in yemen. president trump approved the operation after barely a week in office. but he subsequently tried to distance himself from it. the commander-in-chief putting the onus on his military advisers and describing it as a piece of unfinished business leftover from the obama administration. >> well, this was a mission that was started before i got here. they explained what they wanted to do, the generals, who were very respected. my generals are the most respected we've had in many decades, i believe, and they lost ryan. >> he was killed in the initial exchange that took place on the objective. >> reporter: general joseph votel, commander of the u.s. forces in the middle east, monitored the raid in real-time as owens was fatally wounded, a medivac arielle crash landed, all in an effort to capture cell phones, laptops and hard drives that contained intelligence on th
>> we accomplished the mission that we went there for. we certainly paid a very heavy price for this. >> reporter: nowhere was that price more in evidence that on the face of carryn owens last night before a packed house chamber and a national television audience. david martin, cbs news, the pentagon. >> pelley: as poignant as his salute the ryan owens was, mr. trump did not mention other americans fighting overseas, nor very much about foreign policy at all. here's margaret brennan. >> reporter: scott, the president's speech left diplomats and allies wondering just how president trump views america's role in the world. he made no mention of the thousands of u.s. troops in afghanistan and iraq or the small number in syria, and he did not explain why he's expanding the fight against al qaeda in yemen. there was a statement of support for israel, but no explanation of his repeated calls for a new relationship with russia. that's been worrying european allies in nato,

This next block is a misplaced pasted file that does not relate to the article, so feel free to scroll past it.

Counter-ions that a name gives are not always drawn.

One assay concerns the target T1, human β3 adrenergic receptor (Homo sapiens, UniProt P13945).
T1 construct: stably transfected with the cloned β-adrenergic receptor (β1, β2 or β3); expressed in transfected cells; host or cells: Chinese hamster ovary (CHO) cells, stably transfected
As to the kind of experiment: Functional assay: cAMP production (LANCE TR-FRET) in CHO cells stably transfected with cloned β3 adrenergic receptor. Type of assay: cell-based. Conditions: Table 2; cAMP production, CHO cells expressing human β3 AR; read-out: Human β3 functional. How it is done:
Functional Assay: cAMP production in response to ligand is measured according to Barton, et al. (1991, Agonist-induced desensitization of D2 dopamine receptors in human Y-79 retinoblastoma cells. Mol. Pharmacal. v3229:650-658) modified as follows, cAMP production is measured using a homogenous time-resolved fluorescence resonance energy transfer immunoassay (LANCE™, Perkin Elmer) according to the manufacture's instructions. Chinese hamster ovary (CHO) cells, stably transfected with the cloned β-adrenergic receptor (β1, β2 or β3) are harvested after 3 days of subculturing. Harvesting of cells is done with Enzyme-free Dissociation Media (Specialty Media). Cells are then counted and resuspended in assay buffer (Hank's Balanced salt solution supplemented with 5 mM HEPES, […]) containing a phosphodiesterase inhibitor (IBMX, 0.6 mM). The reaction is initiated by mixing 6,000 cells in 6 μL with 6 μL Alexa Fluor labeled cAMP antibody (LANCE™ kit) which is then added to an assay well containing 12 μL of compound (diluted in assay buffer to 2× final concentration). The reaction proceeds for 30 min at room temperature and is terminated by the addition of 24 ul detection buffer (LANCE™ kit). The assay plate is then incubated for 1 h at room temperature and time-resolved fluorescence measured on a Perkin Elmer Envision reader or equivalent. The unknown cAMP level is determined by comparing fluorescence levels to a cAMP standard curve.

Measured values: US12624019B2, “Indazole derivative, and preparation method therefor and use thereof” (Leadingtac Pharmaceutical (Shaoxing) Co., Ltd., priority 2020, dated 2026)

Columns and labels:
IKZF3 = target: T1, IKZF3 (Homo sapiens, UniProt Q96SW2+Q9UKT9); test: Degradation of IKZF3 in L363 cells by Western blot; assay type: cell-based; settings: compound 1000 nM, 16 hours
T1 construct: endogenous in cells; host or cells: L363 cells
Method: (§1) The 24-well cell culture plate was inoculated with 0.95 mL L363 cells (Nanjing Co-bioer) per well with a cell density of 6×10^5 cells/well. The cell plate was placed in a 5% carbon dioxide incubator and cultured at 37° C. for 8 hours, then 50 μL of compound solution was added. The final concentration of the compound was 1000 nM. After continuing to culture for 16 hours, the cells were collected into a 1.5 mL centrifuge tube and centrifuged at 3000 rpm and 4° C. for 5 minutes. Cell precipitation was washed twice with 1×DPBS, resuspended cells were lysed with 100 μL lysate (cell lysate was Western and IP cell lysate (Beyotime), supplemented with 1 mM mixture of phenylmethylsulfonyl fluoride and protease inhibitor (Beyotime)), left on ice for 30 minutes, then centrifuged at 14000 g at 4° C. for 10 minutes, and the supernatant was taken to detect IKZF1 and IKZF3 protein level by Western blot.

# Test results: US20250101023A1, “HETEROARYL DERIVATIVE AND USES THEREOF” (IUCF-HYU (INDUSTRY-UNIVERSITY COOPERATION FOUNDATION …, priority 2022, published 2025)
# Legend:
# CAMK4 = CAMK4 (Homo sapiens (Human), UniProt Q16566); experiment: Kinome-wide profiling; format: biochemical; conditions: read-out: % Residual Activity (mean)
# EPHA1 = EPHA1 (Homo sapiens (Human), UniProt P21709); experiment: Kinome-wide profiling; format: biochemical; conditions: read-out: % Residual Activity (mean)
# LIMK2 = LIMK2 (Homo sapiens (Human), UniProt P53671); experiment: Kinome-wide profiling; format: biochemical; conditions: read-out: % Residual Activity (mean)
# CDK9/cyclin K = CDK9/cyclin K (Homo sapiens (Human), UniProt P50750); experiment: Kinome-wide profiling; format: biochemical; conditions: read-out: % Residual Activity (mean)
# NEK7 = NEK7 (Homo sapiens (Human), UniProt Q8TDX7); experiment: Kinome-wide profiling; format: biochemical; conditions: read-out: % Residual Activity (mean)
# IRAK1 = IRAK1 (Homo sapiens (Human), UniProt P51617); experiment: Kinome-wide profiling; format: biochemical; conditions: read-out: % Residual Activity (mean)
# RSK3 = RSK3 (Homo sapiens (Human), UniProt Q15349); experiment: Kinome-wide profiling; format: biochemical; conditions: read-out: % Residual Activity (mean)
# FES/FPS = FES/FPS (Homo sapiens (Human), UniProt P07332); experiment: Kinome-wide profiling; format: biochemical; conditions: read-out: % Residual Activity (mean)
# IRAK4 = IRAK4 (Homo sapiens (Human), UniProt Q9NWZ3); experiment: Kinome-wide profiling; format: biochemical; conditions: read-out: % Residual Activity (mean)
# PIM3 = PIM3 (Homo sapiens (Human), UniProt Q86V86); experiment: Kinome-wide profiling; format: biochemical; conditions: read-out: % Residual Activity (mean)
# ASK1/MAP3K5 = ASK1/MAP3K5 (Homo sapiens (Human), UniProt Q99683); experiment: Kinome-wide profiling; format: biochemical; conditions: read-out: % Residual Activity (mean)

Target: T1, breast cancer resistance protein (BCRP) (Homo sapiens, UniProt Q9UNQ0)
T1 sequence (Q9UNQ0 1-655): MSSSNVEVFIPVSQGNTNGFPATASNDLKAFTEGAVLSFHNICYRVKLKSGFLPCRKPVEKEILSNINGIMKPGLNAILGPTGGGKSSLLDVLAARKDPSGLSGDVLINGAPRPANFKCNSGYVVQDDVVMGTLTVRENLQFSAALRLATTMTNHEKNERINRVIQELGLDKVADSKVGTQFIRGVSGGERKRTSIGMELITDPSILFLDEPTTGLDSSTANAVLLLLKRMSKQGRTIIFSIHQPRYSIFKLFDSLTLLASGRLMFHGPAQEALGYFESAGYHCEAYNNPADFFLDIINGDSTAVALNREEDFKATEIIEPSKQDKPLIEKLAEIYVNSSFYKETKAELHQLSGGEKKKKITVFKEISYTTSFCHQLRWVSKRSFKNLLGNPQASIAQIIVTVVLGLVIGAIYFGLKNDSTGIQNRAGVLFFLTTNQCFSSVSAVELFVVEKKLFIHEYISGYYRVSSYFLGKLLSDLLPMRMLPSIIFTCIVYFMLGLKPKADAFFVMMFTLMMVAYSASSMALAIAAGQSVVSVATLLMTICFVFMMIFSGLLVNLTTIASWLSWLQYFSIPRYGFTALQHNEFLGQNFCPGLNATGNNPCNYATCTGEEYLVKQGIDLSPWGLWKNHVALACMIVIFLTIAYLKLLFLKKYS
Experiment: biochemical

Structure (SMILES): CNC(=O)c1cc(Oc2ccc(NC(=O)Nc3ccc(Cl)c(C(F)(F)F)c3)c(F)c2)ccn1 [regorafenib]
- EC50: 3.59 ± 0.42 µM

trump again called on to spend more on their own defense. now, here at the state department, many see that white house proposal to cut 30% or more from the foreign aid budget as a sign that the president does not value diplomacy. rex tillerson, the secretary of state, did release a statement today clarifying that u.s. policy is still to promote freedom, democracy, and stability. but scott, none of those terms, were in mr. trump's speech. >> pelley: margaret brennan for us. stability is exactly what a u.s. nato ally is praying for, but sharing a border with russia, estonia fears that vladimir putin has been emboldened by his conquest in ukraine. elizabeth palmer is in estonia. >> reporter: these may look like soldiers. actually they're ordinary men and women with day jobs who volunteer in the estonian defense league, a kind of citizens militia. here they're competing in an
[gunfire] more than 13,000 of them prepare to rise up if estonia were attacked. right now they believe their aggressive neighbor to the east, russia, is enemy number one, especially after its invasion of ukraine. estonia has a professional military, too. it was on display in this weekend's independence day parade. this small country spends big on defense. it's a fully paid-up member of nato, and that buys it powerful friends. this year u.s. soldiers deployed to estonia were part of the parade, and for the very first time they brought tanks. american tanks on the streets of estonia's capital send a powerful signal to the people here, that the u.s. will stand by its nato allies. they also send a very clear signal to the kremlin. that